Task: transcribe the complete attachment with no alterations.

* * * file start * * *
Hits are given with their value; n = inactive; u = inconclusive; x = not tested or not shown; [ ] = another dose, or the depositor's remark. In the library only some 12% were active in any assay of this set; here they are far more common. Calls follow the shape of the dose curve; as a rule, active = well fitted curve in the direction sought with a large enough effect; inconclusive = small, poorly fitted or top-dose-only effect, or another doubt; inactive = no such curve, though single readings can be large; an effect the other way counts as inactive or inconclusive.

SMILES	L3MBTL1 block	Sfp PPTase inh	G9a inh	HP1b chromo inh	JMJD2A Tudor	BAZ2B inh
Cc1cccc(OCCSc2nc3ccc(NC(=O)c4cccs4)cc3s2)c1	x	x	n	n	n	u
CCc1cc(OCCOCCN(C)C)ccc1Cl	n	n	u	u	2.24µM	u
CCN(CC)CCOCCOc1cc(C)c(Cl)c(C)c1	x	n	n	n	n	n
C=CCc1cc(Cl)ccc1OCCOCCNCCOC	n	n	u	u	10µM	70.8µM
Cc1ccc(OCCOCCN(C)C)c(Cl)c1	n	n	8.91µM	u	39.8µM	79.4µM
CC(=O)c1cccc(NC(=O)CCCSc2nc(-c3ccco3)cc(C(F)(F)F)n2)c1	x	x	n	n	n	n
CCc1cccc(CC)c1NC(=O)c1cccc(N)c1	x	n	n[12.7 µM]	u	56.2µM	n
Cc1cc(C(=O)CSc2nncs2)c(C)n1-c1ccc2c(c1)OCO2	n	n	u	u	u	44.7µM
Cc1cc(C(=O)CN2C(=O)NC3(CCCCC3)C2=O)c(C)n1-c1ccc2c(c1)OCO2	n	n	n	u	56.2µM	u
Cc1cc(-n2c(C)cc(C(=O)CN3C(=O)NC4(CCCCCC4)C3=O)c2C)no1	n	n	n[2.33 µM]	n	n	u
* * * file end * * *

Hits are given with their value; n = inactive; u = inconclusive; x = not tested or not shown; [ ] = another dose, or the depositor's remark. In the library only some 12% were active in any assay of this set; here they are far more common. Calls follow the shape of the dose curve; as a rule, active = well fitted curve in the direction sought with a large enough effect; inconclusive = small, poorly fitted or top-dose-only effect, or another doubt; inactive = no such curve, though single readings can be large; an effect the other way counts as inactive or inconclusive.

SMILES	L3MBTL1 block	Sfp PPTase inh	G9a inh	HP1b chromo inh	JMJD2A Tudor	BAZ2B inh
Cc1cccc(OCCSc2nc3ccc(NC(=O)c4cccs4)cc3s2)c1	x	x	n	n	n	u
CCc1cc(OCCOCCN(C)C)ccc1Cl	n	n	u	u	2.24µM	u
CCN(CC)CCOCCOc1cc(C)c(Cl)c(C)c1	x	n	n	n	n	n
C=CCc1cc(Cl)ccc1OCCOCCNCCOC	n	n	u	u	10µM	70.8µM
Cc1ccc(OCCOCCN(C)C)c(Cl)c1	n	n	8.91µM	u	39.8µM	79.4µM
CC(=O)c1cccc(NC(=O)CCCSc2nc(-c3ccco3)cc(C(F)(F)F)n2)c1	x	x	n	n	n	n
CCc1cccc(CC)c1NC(=O)c1cccc(N)c1	x	n	n[12.7 µM]	u	56.2µM	n
Cc1cc(C(=O)CSc2nncs2)c(C)n1-c1ccc2c(c1)OCO2	n	n	u	u	u	44.7µM
Cc1cc(C(=O)CN2C(=O)NC3(CCCCC3)C2=O)c(C)n1-c1ccc2c(c1)OCO2	n	n	n	u	56.2µM	u
Cc1cc(-n2c(C)cc(C(=O)CN3C(=O)NC4(CCCCCC4)C3=O)c2C)no1	n	n	n[2.33 µM]	n	n	u